In many of his plays, Jean Anouilh presents his reader with a striking and ineluctable dichotomy between idealism and realism. Pucciani tells us that "in Anouilh, no middle ground of ambiguity exists where this conflict is resolved." This can be seen in his play Le Voyageur Sans Bagage, where the main character Gaston, is a WWI veteran who suffers from amnesia. He does not remember his past that was filled with his moral depravity (he slept with his brother's wife and severely injured his best friend, among examples). This moral depravity is invariably at odds with the extreme purity that he now exhibits and is the antithesis of his past. In another play L'Hermine, the main character finds himself in a world hostile to his romantic idealism. In L'Hermine, love is made to fight an inexorable and futile battle against money, social status, ambition, and lax morals.

This is the essence of what Jean Anouilh offers us: a battle between idealism and realism - a man, a hopeless romantic, is locked in a perpetual battle against a society that is hostile to his purity. In his Pièces Roses, the protagonist finds a compromise. Not an ideal one, but an acceptable accommodation with which he can live his life. But in Anouilh's 'Pièces Noires', the battle is lost from the beginning and the character is doomed to a harrowing fate.

Work

  • L'Hermine (The Ermine) (1932)
  • Mandarine (1933)
  • Y avait un prisonnier (There Was a Prisoner) (1935)
  • Le voyageur sans bagage (Traveler without Luggage) (1937)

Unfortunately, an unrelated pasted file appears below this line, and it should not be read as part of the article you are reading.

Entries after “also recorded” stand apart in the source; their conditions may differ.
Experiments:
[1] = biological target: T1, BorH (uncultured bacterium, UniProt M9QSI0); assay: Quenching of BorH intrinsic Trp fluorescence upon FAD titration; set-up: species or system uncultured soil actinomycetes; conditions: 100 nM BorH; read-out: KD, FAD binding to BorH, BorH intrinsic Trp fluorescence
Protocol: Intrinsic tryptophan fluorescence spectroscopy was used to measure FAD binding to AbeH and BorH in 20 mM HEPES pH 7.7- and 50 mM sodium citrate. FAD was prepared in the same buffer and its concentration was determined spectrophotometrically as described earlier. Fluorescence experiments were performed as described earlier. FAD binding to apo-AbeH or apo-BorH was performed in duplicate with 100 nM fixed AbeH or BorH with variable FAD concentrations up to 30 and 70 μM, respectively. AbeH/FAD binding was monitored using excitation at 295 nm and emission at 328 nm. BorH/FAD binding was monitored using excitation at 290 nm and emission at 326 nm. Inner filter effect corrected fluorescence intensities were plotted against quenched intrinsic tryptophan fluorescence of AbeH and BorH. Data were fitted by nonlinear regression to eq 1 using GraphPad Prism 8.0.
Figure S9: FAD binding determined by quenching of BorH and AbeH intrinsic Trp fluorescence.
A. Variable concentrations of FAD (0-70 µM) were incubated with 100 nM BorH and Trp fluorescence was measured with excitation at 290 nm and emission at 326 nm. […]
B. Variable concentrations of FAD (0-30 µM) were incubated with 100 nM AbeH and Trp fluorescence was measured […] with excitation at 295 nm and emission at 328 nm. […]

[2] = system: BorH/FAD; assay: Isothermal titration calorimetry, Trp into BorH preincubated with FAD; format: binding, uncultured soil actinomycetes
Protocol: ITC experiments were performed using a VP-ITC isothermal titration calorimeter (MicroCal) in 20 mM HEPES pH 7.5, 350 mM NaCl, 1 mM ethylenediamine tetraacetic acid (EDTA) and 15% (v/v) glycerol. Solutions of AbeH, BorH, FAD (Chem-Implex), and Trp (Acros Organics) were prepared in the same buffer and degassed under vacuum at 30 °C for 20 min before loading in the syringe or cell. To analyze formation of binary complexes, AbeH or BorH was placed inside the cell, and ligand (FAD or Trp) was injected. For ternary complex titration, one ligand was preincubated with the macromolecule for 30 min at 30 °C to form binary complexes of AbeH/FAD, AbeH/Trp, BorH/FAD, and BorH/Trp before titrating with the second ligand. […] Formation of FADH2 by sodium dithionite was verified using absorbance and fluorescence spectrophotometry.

• La sauvage (Restless Heart) (1938)
  • Le Bal des Voleurs (Thieves' Carnival) (1938)
  • Léocadia (Time Remembered) (1940)
  • Eurydice (Point of Departure and Legend of Lovers) (1941)
  • Le rendez-vous de Senlis (The Rendezvous at Senlis and Dinner with the Family) (1941)
  • Antigone (1942)
  • Roméo et Jeannette (Romeo and Jeannette) (1946)
  • Médée (Medea) (1946)
  • L'Invitation au Château (Ring Round the Moon) (1947)
  • Ardèle ou la Marguerite (Ardèle; The Cry of the Peacock) (1948)
  • La répétition ou l'amour puni (The Rehearsal) (1950)
  • Colombe (Mademoiselle Colombe) (1951)
  • La valse des toréadors (The Waltz of the Toreadors) (1952)
  • L'Alouette (The Lark) (1952)
  • Cecile, ou L'ecole des pères (Cecile or School for Fathers) (1954)
  • Ornifle ou le courant d'air (Ornifle or It's Later than you Think) (1955)
  • Pauvre Bitos ou le dîner de têtes (Poor Bitos, or The Masked Dinner) (1956)
  • L'hurluberlu ou le réactionnaire amoureux (The Fighting Cock) (1959)
  • La petite Molière (1959)
  • Becket ou l'honneur de Dieu (Becket or The Honor of God) (1959)
  • La Grotte (The Cavern) (1961)
  • fables(1962)
  • Le boulanger, la boulangère et le petit mitron (1968)
  • Cher Antoine; ou l'amour raté (Dear Antoine; or The Love that Failed) (1969)
  • Les poissons rouges; ou Mon père, ce héros (The Goldfish) (1970)
  • Tu étais si gentil quand tu étais petit (You Were So Nice When You Were Young) (1972)
  • Monsieur Barnett (1974)
  • L'Arrestation (1975)
  • Chers zoizeaux (1976)
  • Vive Henri IV (1978)
  • La Culotte (1978)
  • La Foire d'empoigne (Catch as Catch Can) (1979)
  • Le Nombril (The Navel) (1981)

References

External links


Quotes

Up to date as of January 14, 2010

From Wikiquote

Jean Anouilh (1910-06-231987-10-03) was a French dramatist, screenwriter and translator.

Sourced

  • When you're forty, half of you belongs to the past--and when you're seventy, nearly all of you.
    • Time Remembered (1958)

External links